In general, trust is often talked of as the most important currency in business. It can the bedrock of a company’s success and the element that undergirds all employer-employee relationships. Without trust, no one will believe in the organization. Without that belief, no one is going to serve the business within the business and no one is going to buy – be it a product, service, idea.
Conventional wisdom dictates that when you want a superstar team, you should hire superstar players. Clearly, if you have a lineup that consists of MVPs playing against average players, victory is very nearly guaranteed. In fact, this line of thinking is one of the default sales growth strategies – and lessons in business – of companies who want to increase productivity especially in times of profit squeeze.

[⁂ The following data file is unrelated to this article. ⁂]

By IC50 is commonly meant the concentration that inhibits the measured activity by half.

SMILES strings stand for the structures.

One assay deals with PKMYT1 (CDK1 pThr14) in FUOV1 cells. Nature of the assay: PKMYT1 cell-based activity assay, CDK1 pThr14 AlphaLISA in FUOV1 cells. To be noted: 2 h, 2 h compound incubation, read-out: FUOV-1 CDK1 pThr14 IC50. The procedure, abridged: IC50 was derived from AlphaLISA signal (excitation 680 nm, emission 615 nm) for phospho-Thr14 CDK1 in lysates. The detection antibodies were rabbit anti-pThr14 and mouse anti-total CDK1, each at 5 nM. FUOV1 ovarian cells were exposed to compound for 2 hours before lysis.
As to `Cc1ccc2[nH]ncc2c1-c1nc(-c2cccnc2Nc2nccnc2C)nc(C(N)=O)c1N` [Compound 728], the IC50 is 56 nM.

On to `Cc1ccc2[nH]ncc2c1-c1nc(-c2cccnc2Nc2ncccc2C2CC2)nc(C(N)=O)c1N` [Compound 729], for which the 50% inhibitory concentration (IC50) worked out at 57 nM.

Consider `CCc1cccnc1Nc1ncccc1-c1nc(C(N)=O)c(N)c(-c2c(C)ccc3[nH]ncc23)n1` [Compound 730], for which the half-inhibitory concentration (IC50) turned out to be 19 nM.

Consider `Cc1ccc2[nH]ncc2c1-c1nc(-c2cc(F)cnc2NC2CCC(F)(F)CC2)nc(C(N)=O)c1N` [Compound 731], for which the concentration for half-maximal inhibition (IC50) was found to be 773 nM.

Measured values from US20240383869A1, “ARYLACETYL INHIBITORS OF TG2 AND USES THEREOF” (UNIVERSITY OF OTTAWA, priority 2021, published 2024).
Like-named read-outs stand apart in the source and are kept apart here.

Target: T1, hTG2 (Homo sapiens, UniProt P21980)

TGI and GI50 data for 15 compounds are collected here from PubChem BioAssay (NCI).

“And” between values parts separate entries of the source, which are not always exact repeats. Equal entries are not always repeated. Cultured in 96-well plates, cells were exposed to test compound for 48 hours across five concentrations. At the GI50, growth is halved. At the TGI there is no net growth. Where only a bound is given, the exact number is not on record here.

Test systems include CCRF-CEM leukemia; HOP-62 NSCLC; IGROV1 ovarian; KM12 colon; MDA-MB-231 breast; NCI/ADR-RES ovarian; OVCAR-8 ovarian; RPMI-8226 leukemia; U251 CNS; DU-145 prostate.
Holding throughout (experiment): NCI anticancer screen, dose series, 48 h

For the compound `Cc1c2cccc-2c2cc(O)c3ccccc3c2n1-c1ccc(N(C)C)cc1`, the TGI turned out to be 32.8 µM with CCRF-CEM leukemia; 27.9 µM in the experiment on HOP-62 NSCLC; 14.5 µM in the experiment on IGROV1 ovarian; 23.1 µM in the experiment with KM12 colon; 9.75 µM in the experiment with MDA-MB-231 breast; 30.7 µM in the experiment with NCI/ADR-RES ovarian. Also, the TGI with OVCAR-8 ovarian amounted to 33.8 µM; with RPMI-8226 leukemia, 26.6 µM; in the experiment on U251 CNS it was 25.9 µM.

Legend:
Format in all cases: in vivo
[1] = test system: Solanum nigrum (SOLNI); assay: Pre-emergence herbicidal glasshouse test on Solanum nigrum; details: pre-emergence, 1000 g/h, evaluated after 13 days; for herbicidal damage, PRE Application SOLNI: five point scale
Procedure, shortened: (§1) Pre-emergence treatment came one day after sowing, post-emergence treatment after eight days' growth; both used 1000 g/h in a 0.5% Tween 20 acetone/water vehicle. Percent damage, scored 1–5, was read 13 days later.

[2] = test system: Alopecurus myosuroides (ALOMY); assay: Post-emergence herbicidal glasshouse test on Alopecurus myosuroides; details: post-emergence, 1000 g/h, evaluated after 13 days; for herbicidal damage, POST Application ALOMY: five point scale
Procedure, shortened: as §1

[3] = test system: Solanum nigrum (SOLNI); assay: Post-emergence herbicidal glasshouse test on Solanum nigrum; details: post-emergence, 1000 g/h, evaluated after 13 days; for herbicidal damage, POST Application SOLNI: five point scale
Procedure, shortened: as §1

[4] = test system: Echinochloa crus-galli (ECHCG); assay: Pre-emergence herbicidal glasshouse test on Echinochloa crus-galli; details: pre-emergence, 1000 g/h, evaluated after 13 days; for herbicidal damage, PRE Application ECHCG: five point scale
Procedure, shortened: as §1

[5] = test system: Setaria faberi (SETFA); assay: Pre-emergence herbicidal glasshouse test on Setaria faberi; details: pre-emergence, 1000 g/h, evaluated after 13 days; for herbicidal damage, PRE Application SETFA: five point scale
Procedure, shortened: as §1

Everybody likes to win – in life and business. After all, to the victors go the spoils (and history). So it feels like wearing a big, bold, scarlet letter if one fails – especially in a culture where winners are not just handed golden trophies but deified.
Do you flat iron those Afro curls because frizzy hair is not vogue in your workplace? Do you pep talk yourself before you clock in, put on a work mask and play pretend for eight hours to create your brand? Or maybe put on warpaint instead of makeup so your colleagues – and boss – would think you are one tough cookie at work?